More and more people across the
U.S. are beginning to question the
source of their food and inquire about
how it is grown. A group of culinary
students at Secchia Institute for
Culinary Education (SICE) at Grand
Rapids Community College (GRCC),
Grand Rapids, Mich., are among
those promoting awareness and
calling for change.
In September 2008, Jana Deppe
began Tilling to Table (T2T), a
student-led group on campus that
hopes to inspire culinary students to
think about food purveying options
and food distribution systems and
connect with local farmers.
Students have taken on many
initiatives, including starting a
community garden using the
institute’s hydroponic carousel tray
system. The group enlisted the help
of professors and local farmers
to find garden space on campus
and raise funding for seeds,
equipment and plants. First, seeds
are sprouted and the seedlings are
grown in the hydroponics carousel.
From there they are tempered in an
outdoor plastic tunnel to acclimate
them to the local weather. Then,
they are transported to various
spaces on campus.
Secchia Institute for Culinary Education
students connect to their local food system and
demand positive change in their community.
T2T members have also worked
with local farmers and area schools,
catered events and engaged the
community in culinary workshops
that promote the use of local and
fresh seasonal foods. In addition,
Classical recipe continued from page 10
Top seafood with carrot, shallot, zucchini,
squash, broccoli, mushroom, and lemon
and lime slices. Add parsley, thyme and dry
white wine. Fold paper in half lengthwise
to close; roll edges together to seal packet
tightly. Place packet on baking sheet;
bake for approximately 12 minutes until
paper is brown and puffed. Serve at once,
still wrapped in parchment paper. Open
package carefully, as steam will escape.
Spoon sauce américaine over seafood or
serve on the side.
2 oz. olive oil
1 lobster shell, cut into 4-5 large pieces
Salt and freshly ground pepper, to taste
2 small shallots
½ bay leaf
1 sprig tarragon
1 garlic clove
½ cup dry white wine
½ t. sugar
Pinch cayenne pepper
2 oz. brandy
3 oz. finely chopped tomato
3 oz. heavy cream
1½ T. whole butter
Method: Put olive oil and lobster shell in
saucepan; bring to a simmer for 10 minutes.
Season with salt and pepper. Add shallots,
bay leaf, tarragon, garlic, white wine, sugar,
cayenne pepper, brandy and tomato;
simmer additional 10 minutes. Remove pan
from heat. Remove shell and bay leaf. Add
cream; bring to a simmer. Remove from
heat; gradually whisk in butter. Reserve.
they began a composting
program this semester to
accompany the recycling
program that began two
“Tilling to Table
the disconnect between
talk and action,” says Randy
Sahajdack, SICE program director.
“They have quickly gained committed
membership and are one of the most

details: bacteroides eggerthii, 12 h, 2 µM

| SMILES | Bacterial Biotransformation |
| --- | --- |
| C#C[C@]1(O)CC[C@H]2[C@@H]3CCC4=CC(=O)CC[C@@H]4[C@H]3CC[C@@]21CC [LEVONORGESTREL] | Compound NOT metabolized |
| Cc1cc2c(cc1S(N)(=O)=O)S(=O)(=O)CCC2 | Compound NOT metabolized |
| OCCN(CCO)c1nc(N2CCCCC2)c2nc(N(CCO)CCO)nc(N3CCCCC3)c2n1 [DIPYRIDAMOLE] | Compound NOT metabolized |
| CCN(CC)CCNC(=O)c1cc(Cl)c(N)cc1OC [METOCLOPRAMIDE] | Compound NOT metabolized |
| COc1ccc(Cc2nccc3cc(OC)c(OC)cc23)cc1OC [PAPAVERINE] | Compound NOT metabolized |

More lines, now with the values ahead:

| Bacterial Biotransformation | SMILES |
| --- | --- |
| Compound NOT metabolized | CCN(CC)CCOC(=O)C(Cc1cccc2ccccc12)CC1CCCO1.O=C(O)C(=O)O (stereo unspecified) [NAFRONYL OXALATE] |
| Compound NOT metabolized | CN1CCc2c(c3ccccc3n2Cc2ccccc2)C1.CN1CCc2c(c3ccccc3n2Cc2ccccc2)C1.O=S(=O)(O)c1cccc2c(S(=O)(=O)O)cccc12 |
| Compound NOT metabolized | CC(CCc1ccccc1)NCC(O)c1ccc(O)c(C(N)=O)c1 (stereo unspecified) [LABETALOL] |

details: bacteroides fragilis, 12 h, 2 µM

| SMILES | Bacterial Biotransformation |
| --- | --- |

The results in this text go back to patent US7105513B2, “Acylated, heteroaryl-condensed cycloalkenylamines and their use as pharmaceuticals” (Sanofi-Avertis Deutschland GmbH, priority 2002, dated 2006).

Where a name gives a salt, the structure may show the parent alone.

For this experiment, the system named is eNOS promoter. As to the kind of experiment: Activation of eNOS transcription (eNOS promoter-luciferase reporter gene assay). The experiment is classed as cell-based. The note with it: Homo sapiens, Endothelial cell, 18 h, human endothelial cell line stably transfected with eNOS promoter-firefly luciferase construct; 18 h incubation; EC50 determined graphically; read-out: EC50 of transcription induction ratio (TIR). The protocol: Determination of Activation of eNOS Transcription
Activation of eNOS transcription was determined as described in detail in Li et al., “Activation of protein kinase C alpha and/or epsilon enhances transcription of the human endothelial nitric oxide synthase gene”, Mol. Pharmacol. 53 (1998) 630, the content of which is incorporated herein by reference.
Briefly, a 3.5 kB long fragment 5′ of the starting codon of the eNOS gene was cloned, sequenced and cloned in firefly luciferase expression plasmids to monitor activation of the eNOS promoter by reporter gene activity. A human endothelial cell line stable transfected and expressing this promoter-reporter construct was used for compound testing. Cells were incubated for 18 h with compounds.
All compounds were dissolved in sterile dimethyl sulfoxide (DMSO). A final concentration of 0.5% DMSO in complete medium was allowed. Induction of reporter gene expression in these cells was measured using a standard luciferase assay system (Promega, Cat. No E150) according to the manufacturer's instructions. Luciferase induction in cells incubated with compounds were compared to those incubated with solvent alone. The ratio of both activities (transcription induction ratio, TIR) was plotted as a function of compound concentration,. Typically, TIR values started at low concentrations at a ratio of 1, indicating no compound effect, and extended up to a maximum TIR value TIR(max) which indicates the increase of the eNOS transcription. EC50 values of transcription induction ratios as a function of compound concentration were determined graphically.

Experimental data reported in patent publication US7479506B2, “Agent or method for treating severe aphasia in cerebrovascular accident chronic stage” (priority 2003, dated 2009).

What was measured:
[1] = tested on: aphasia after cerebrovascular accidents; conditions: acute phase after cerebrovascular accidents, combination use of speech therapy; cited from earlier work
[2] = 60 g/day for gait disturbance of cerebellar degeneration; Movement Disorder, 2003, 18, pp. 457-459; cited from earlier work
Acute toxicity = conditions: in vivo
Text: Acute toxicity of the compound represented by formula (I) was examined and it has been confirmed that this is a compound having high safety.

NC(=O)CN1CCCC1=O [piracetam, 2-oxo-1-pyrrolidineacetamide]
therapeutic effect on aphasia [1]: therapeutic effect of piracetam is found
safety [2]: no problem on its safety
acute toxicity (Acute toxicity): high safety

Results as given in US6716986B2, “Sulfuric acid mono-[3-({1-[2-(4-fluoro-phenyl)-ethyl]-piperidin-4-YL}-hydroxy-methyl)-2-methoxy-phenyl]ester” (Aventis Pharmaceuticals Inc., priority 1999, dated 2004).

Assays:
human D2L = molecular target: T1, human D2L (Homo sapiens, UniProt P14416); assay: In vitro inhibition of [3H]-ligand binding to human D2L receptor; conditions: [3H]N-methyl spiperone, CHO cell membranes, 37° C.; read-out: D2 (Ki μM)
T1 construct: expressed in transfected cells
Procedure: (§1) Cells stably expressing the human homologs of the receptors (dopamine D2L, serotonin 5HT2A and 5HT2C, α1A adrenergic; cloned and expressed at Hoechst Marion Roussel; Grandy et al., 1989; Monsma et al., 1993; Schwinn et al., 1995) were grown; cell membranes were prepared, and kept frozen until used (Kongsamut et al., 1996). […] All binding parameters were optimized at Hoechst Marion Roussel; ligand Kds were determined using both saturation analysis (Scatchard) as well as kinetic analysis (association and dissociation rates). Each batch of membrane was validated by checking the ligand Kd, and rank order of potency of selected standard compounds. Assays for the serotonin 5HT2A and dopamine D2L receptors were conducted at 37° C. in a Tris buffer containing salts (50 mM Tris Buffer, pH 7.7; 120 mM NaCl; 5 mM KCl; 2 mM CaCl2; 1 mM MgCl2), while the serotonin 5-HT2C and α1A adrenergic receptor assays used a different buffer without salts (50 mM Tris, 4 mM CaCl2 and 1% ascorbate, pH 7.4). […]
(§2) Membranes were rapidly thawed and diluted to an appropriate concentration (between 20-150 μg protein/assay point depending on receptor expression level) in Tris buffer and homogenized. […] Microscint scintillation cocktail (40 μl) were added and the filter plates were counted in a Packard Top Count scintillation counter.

active groups on and off campus.
They mean what they say and, better
yet, they do what they say.”
“Working in the T2T gardens gives
me such a sense of purpose. I feel
ownership of what we are doing,”
says T2T member Tim Fritsch.
Tilling to Table members Jana Deppe, left,
and Danielle Chilvere tend a rooftop garden
at Secchia Institute for Culinary Education.
As far as the future, T2T hopes
to expand both within the walls of
SICE and outside.
Want to become an active
participant in your local
sustainable food system?
Why not start a community
garden or Tilling to
Table student chapter
on your campus? For
more information, e-mail
Modern recipe continued from page 10
15. To Plate: Cut mahi mahi banana pouch
in half; place on one half of plate, leaving
banana leaf on fish for added presentation.
Place 1½ oz. Spicy Mango Sauce on plate.
Open shrimp pouch; place shrimp on
sauce. Fan out al dente vegetables. Garnish
with lemon and lime slices; sprinkle with
parsley. Place coconut shell with additional
Spicy Mango Sauce on side, if desired.
Chef’s Tips: I cook these two dishes
separately because the time it takes to cook
the mahi mahi and shrimp are different.
Also, the banana leaves are extremely
perishable, so make sure you use bright
green leaves that are free of blemishes.
Spicy Mango Sauce
1 ripe mango, peeled, seeds removed
4-5 drops sesame seed oil
1 t. lime juice
1 T. sugar
2 oz. coconut water (coconut juice) from
cracked coconut. Save shell for serving
spicy mango sauce
Pinch cayenne pepper
½ garlic clove, chopped
½ t. chopped cilantro
1 t. chopped roasted red pepper
3 thin mango slices, for garnish
1 vanilla bean, for garnish
1 sprig fresh cilantro, for garnish
Method: Put mango, sesame seed oil, lime
juice, sugar, coconut water, cayenne pepper
and garlic in saucepan. Bring to a simmer;
cook about 10 minutes. With electric hand
mixer, mix until smooth. Garnish sauce with
fine-chopped cilantro and brunoise roasted
red pepper; simmer for 5 more minutes. Serve
sauce on plate or in coconut shell half. Garnish
with mango, vanilla bean and cilantro.
Chef’s Tip: During preparation, taste sauce to
measure flavor profiles until you achieve the
sweet/tart taste you desire.